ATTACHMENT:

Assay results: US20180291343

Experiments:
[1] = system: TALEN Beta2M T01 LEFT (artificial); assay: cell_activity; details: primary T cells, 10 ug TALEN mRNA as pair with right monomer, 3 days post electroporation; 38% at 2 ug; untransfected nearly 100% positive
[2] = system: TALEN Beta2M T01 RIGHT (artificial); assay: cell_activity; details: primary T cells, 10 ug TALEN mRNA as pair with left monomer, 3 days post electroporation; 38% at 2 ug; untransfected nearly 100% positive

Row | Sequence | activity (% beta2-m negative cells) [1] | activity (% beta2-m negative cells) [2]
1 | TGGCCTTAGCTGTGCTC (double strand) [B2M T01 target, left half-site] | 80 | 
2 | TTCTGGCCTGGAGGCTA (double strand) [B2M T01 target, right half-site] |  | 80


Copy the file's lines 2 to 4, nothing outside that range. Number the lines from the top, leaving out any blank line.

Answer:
Experiments:
[1] = system: TALEN Beta2M T01 LEFT (artificial); assay: cell_activity; details: primary T cells, 10 ug TALEN mRNA as pair with right monomer, 3 days post electroporation; 38% at 2 ug; untransfected nearly 100% positive
[2] = system: TALEN Beta2M T01 RIGHT (artificial); assay: cell_activity; details: primary T cells, 10 ug TALEN mRNA as pair with left monomer, 3 days post electroporation; 38% at 2 ug; untransfected nearly 100% positive